Chasing Profits at Others’ Expense Can Harm Investors
The mutual fund revolution is overturning a fundamental principle of finance that it’s in the interest of investors for CEOs to maximize profit over time. This principle depends on an increasingly fragile assumption – that most investors in a firm hold shares in relatively few other firms and thus benefit from actions that increase its profits regardless of the cost of those actions to customers and other firms. In a world of portfolio investors, this is no longer true.
The implications are profound. The practice of granting CEOs stock options may be creating incentives that diverge from the interests of investors holding broad portfolios of stocks. Granting CEOs options on broad market indices may better align their incentives with today’s owners. And fund managers may feel increasingly compelled to discourage tactics that raise profits while imposing much higher costs on others.
Claims that higher profit always benefits investors are pervasive. Among other things, they are used to justify:
high CEO compensation 1,
competitive strategies with high social costs 2,
anticompetitive mergers 3, and
attacks on public and union pension fund activism 4.
To have force, however, these claims must assume investors benefit from tactics that increase profits even when they are zero-sum or worse – even when they impose costs as great or greater than that increase on customers and other companies. CEO incentive compensation packages reward increased earnings, for example, whether it comes at the expense of customers, staff, suppliers, or competitors.
Milton Friedman made explicit the assumption that profits benefit investors regardless of their social cost in his assertion – still rehearsed every year in legal briefs and comment to the SEC – that the only social goal of business is profit. The assumption operates just as powerfully in the argument against antitrust enforcement in consolidating industries that rising prices reward innovation.
Attacks on union and public pension fund shareholder activism, finally, depend heavily on the assumption that profits matter to their members and plan participants regardless of the cost at which they are won. As recently as 2008, for example, the Labor Department issued an Interpretive Bulletin 5 suggesting it is a breach of fund managers’ fiduciary duty to consider anything other than investment returns – even their plan participants’ job security – in their investment activities.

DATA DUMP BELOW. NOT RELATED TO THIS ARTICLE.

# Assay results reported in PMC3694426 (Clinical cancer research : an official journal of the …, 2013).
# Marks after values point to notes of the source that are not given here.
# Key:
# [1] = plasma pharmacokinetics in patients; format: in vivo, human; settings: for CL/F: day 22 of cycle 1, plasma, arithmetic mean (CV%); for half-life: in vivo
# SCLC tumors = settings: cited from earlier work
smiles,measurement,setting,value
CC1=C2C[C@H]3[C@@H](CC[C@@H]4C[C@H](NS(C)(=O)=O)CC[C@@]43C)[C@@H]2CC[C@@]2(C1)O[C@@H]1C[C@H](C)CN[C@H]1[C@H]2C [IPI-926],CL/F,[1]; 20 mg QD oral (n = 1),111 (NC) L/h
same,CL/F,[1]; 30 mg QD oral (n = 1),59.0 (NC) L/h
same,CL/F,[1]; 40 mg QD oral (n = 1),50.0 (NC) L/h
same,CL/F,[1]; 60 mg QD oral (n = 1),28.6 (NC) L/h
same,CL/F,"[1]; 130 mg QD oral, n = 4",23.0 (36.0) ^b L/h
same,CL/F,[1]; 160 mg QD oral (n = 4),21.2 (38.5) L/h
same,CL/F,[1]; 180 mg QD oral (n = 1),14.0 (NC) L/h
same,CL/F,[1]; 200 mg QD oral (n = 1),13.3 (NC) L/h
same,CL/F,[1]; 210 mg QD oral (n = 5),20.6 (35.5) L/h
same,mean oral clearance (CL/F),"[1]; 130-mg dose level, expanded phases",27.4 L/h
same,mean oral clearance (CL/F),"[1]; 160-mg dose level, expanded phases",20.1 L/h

This assumption matters because it is wrong. There’s a large class of investors who benefit only from strategies that increase profits at one firm without imposing comparable or greater costs on customers and other firms. People who invest mostly through broad market mutual and exchange-traded funds or who rely on widely diversified pension plans, in particular, have financial interests that are starkly different from those of investors in single companies.
Imagine you own a mutual fund – maybe an index fund – with investments across the U.S. stock market. Would you benefit from drilling by ExxonMobil off the California coast? You might try to get a rough estimate of the long-term increase in the company’s earnings per share that could lift its share price. But what about the companies in your fund that might suffer from more offshore drilling?
The list might be fairly long. Hospitality companies suffered from the 1969 Santa Barbara oil spill, of course. Events that harm the hospitality sector tend to harm travel companies, as well. Since California’s enormous agricultural sector is highly sensitive to groundwater contamination – not least its coastal specialty crops – so are food processors, distributors, CPG companies, and retailers.
Judging from the number of ads filmed there, recreational travel along the California coast drives significant demand for a wide variety of vehicles. Insurers hate drilling in heavily populated areas. And banks suffer when the credit quality of portfolios depending heavily on real estate deteriorates. California companies account for over 20% of the market cap of the Fortune 500 6. Imagine the boost ExxonMobil would need to offset even small declines across that.
The larger point is that the U.S. economy is highly interconnected. Initiatives that create value through price-lowering efficiency improvements, new products, new networks or platforms, and new ways to improve welfare are true triumphs. Tactics that extract profits at high cost to others, from a market-wide perspective, are not.
And yet that perspective is increasingly important. Mutual funds have given casual investors access to the growth potential of the stock market at levels of risk as low as diversification allows. And passively managed index funds have extended that access at a fraction of the cost – maybe a twentieth – of old-fashioned brokerage.
In short, most of us simply cannot afford to spend our savings on individual stocks. Increasingly, we are constrained to invest across the market. Indeed, mutual funds held over 30% of U.S. equity in 2017 7. Zero-sum profit-taking does not make us better off; destructive profiteering harms us. We might even be better off if firms paid CEOs bonuses in shares of mutual funds just as broad as ours.
In 1952, Harry Markowitz invented modern portfolio theory 8. The key insight was that stock prices depend only on the part of their risk they share with the entire market – the part of their risk that is irreducibly social. Now that most of us are portfolio investors, we shouldn’t be surprised the inverse is becoming true. The only profits that increase our wealth are the profits not canceled out by other firms’ losses – profits that are truly social. To most investors, the social costs of profits matter.
Bork, R. The Antitrust Paradox (Free Press, 1978), summarized here.